For the first time in program history, two sociology majors received the "Outstanding Sociology Student of the Year" award during Concord University's Annual Honors Banquet. Dr. Tracy Luff and Dr. Alecea Standlee introduced the co-winners Nathanael Dean and Josie Lupardus during the May 1, 2015 event. Both Dean and Lupardus are graduating this spring with a B.A. in Sociology and a minor in Women & Gender Studies. During the banquet, Lupardus was also honored as a member of Alpha Chi, Cardinal Key, and Concord's Honors Program.
Sociology Instructor Lori Pace's Pop Culture class volunteered to support the Raleigh County’s Solid Waste Authority Earth Day Go For The Green 10k and 5k Races and Concord University Kids Fun Run at the Woodrow Wilson High School in Beckley, WV on April 25, 2015. This event provides an excellent opportunity for the community, young and old, to celebrate health, Earth Day, and spring time. Student volunteers braved the rain and cold to help with registration, time runners, and serve as flaggers while offering a smile and encouragement to the runners.
Dr. Tracy Luff presented her research at Marshall University's Women and Gender in the Social and Natural Worlds: Rural Perspectives conference on April 11, 2015. Dr. Luff discussed her paper, "College Hookup Culture at a Rural Campus in Appalachia," during the conference’s Sexuality and Gender in Rural Appalachia panel.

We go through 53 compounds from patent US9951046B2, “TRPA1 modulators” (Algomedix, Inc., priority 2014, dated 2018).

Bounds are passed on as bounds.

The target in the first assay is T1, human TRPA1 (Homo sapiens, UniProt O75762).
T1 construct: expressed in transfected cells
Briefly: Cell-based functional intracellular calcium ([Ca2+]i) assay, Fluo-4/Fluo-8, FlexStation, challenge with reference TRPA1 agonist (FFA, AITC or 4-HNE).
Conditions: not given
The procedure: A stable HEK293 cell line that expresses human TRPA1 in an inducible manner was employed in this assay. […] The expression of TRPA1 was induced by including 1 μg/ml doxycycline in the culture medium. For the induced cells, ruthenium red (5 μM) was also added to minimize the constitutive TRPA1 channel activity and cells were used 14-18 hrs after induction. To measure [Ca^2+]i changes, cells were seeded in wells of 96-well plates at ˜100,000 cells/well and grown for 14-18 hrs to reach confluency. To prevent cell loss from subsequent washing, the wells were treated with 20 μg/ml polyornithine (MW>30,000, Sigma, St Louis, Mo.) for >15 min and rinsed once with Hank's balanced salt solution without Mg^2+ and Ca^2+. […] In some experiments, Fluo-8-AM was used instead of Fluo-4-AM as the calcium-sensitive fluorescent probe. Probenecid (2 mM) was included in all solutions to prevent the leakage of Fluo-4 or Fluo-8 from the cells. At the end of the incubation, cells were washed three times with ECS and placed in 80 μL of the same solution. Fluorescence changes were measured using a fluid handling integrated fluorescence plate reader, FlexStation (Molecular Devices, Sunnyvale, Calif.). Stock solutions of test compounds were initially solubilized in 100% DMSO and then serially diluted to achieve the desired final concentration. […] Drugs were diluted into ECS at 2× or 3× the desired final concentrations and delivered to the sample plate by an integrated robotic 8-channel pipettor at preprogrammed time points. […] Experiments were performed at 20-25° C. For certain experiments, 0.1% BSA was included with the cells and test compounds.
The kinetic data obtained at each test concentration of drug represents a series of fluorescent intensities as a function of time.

The students in Dr. Alecea Standlee's SOC 398 Qualitative Methods in Sociological Research course presented their work at Concord's Undergraduate Research Day on April 16, 2015. The student's produced poster presentations showcasing their findings. Diverse research topics included campus safety, drug use, intimate relationships, international students, perceptions about police, social media, veterans, video games, and women in sports.
Dr. Alecea Standlee is conducting an inter-university research project that examines the prevalence and impacts of computer graded compositions in high school as students transition to college writing. The project will include data collected from colleges and universities across the U.S. College students who wish to contribute to the research can do so by completing this Online Survey.
On April 8, 2015, Sociology Instructor Lori Pace’s SOC 320 Popular Culture class spent the day in New York City. The field trip to NYC has been an annual part of her course since 2006. This year’s group of students spent the day seeing the Statue of Liberty, Empire State Building, Museum of Natural History, 9-11 Memorial, MOMA, Rockefeller Plaza, Times Square, Radio City Music Hall, Grand Central Station, Chinatown, Central Park, 5th Avenue shopping, Little Italy, Broadway, and anything else they could fit in during the day. Everyone came back excited about the connections to culture, advertising, and entertainment relevant to the coursework.
Dr. Alecea Standlee's article, “Technology and Making Meaning in College Relationships: Understanding Hyper-Connectivity,” was accepted for publication in Qualitative Sociology Review. The work is scheduled for release in 2016.
During March 2015, Sociology Instructor Lori Pace's students organized and hosted fundraising food events at the Erma Byrd HEC in Beckley, WV. The money raised benefited victims of domestic violence and sexual assault.